Analysis

If You Come for King Bibi, You Better Not Miss (By More Than 30 Percent)

Though Netanyahu’s victory over Gideon Sa’ar in the Likud primary is all but assured, it is still a crucial election for determining Israel’s next prime minister

Gideon Sa'ar, left, announcing his primary campaign in Or Yehuda, December 16, and Benjamin Netanyahu at a conference of his right-wing bloc in Tel Aviv, November 2019.
Daniel Bar-On / Nir Elias, Reuters

Benjamin Netanyahu will be reelected as Likud leader in next week’s party primary. Almost certainly. Even Gideon Sa’ar’s closest advisers and supporters admit that.

Despite all that has transpired recently, Netanyahu remains very popular with members within the party – because of what has transpired historically. And though it has become a cliché, it remains the rule of any Likud election that the party has never forced a leader out. It will be a huge surprise if Netanyahu becomes the exception to that rule next Thursday.

Even the Likud members who would like to see him depart politics sooner rather than later – and their number is not inconsiderable – do not want to see him depart at the hands of his own party members. There are also others in Likud who will be voting for Netanyahu simply because they want someone other than Sa’ar to replace him.

So why is Sa’ar, a canny and cautious politician, running in a race he knows he will almost certainly lose? Netanyahu is on his way out anyway, so why incur the wrath of his fanatic loyalists by challenging him now? Surely it would make more sense to run when the incumbent has left the field? And why, if his victory is all but assured, is Netanyahu exerting himself, fixing the date of the primary, attending three rallies each night and using his control of the party apparatus to strike off the membership rolls thousands of Likudniks who are suspected of insufficient loyalty to the leader?

Sa’ar is running because he knows that even after Netanyahu is finally forced from office, he will still run in the next leadership election. Bibi will not make the same mistake he made in 1999, when he resigned immediately after losing the direct premiership election to relinquish control of the party. That mistake cost him seven years until he was Likud leader again, and a full decade before he returned to the prime minister’s office.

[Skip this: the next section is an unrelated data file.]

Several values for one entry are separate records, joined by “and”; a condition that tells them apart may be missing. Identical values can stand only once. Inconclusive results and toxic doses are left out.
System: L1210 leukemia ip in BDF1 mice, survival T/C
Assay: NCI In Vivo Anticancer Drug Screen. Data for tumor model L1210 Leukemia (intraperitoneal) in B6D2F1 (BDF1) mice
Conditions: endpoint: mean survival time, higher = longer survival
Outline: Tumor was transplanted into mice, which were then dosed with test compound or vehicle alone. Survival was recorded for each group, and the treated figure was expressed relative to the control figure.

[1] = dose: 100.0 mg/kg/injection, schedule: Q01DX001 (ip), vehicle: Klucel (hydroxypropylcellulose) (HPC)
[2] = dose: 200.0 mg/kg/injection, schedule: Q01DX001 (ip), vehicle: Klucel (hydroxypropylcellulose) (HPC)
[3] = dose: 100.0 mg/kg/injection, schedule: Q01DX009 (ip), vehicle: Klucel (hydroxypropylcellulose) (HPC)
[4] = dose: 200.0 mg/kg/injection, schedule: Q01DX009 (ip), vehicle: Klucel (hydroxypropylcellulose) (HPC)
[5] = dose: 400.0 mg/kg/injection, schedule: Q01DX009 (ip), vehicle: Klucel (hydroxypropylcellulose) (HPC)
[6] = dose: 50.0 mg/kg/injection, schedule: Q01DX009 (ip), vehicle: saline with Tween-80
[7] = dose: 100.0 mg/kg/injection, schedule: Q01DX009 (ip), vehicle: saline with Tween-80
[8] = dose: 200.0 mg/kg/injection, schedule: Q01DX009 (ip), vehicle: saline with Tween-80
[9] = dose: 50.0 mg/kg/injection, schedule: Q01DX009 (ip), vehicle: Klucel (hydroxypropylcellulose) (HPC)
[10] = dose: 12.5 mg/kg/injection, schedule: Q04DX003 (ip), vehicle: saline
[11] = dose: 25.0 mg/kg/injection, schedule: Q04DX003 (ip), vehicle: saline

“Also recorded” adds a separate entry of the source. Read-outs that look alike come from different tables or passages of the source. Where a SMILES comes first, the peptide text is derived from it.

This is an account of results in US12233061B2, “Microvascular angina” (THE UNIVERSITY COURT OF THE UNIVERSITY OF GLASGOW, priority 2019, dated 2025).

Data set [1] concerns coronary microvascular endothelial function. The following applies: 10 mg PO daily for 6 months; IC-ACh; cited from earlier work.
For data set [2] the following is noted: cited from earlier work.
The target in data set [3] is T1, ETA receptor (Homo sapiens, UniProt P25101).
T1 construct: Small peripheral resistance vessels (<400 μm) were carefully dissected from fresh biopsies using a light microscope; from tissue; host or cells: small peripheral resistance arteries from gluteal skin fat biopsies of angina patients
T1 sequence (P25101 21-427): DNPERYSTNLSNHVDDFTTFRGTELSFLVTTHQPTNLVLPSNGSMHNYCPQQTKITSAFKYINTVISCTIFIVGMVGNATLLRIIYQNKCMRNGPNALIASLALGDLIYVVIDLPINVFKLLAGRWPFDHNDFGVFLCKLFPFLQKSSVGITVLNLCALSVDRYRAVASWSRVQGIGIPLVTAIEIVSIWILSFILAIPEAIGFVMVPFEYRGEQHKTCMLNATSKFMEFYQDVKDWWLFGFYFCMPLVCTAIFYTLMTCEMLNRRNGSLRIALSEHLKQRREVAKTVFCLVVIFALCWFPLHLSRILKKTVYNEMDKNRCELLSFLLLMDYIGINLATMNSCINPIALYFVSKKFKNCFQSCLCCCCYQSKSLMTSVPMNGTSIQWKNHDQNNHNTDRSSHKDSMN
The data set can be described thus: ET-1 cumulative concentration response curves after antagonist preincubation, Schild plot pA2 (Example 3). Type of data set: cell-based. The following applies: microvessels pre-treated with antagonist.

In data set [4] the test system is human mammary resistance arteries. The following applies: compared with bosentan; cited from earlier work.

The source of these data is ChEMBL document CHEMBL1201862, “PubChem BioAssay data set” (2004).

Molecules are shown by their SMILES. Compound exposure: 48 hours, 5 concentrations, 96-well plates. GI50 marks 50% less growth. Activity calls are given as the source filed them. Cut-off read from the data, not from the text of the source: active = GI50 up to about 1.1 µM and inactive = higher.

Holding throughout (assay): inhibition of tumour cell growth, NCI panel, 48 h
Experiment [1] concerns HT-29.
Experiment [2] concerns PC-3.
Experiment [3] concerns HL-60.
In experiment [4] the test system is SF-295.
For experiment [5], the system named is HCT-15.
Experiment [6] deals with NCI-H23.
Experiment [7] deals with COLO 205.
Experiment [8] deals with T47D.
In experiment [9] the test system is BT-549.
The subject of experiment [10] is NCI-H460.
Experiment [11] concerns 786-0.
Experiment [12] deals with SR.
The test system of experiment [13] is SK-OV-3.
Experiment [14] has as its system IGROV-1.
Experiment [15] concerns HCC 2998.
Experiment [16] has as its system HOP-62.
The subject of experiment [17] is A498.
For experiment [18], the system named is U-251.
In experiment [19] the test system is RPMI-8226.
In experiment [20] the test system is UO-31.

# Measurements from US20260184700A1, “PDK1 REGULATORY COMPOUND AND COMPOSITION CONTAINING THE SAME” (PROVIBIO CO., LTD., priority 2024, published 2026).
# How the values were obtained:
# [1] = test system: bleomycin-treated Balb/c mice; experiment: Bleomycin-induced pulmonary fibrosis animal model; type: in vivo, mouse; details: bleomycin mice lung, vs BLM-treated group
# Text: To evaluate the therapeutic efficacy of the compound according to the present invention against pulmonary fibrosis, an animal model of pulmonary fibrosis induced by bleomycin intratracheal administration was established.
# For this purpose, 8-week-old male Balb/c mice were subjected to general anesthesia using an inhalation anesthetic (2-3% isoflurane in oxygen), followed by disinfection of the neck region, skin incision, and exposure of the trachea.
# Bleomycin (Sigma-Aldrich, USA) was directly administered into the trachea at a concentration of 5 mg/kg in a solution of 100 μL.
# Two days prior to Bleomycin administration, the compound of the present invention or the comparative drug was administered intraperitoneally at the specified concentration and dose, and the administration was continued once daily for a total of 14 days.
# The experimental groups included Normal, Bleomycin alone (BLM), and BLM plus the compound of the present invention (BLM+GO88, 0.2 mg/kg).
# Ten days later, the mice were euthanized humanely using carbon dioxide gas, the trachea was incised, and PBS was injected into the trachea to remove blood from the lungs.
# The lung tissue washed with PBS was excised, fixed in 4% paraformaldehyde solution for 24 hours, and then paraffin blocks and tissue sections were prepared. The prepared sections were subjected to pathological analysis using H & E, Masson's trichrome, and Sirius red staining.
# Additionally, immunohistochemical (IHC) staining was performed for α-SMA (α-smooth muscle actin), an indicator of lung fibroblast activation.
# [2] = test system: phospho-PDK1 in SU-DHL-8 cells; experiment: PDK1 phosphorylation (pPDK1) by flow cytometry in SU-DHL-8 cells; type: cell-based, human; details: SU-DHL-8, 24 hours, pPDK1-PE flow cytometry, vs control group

Netanyahu’s influence on the party may diminish once he is no longer prime minister and leader, but he will still have tens of thousands of supporters and will try to motivate them to vote for a convenient placeholder – and against any candidate he views as having been disloyal or too independent. Sa’ar is top of his hit list. He will be running against Netanyahu even if Bibi is not officially running next time, so has nothing to lose by running now.

There is also an advantage for Sa’ar in running now even though he will likely lose: It could allow him to secure the status of “front-runner.” After all, Sa’ar is not more obviously popular than the other leading candidates to replace Netanyahu. He only came fourth in the most recent Likud primary, trailing behind Yuli Edelstein, Yisrael Katz and Gilad Erdan. In recent polls for the Likud leadership, former Jerusalem mayor and current lawmaker Nir Barkat is in pole position.

In other words, with Netanyahu gone, Sa’ar is just one of at least five potential leaders – and the one that Netanyahu’s loyalists will be gunning for. By running next week, he has a chance to consolidate the votes of Likudniks who want Netanyahu to leave now.

Sa’ar is gambling that there are currently enough Likudniks opposed to Netanyahu to give him a respectful showing. If he is right and wins at least a third of the votes, he will have proven that he can win significant support against the all-powerful leader. He will have bolstered his position as the successor and future prime minister. If he pushes toward or even exceeds 40 percent of the vote, he will cement it. Anything below 30 percent, though, will be seen as a failure. Sa’ar will run again in the post-Bibi primary, but just be one of the pack.

Netanyahu is not only anxious to prevent Sa’ar’s emergence as next Likud leader (rather than having a “caretaker” to keep his seat warm). He knows that anything less than 70 percent of the vote will be seen as a weakening of his leadership. If Netanyahu wins but receives less than two-thirds of the vote, it will not be seen as an endorsement, but rather as the Likud membership’s desire to allow him a respectable departure.

Anything short of a landslide will mean that on the morning after the next general election on March 2, unless he achieves a total turnaround in Likud’s fortunes, gains more votes than Kahol Lavan and has a majority for his governing coalition parties, the deals to form a national unity government with Kahol Lavan leader Benny Gantz will be made behind his back.

Whatever the outcome of the Likud primary, Netanyahu will remain prime minister for another three months, until after the election. Only a new government led by a new premier can replace him. But a strong showing for Sa’ar among the Likud membership will dramatically weaken Netanyahu’s standing, and make it much more likely that Sa’ar will replace him in the not-too-distant future as Likud leader and prime minister.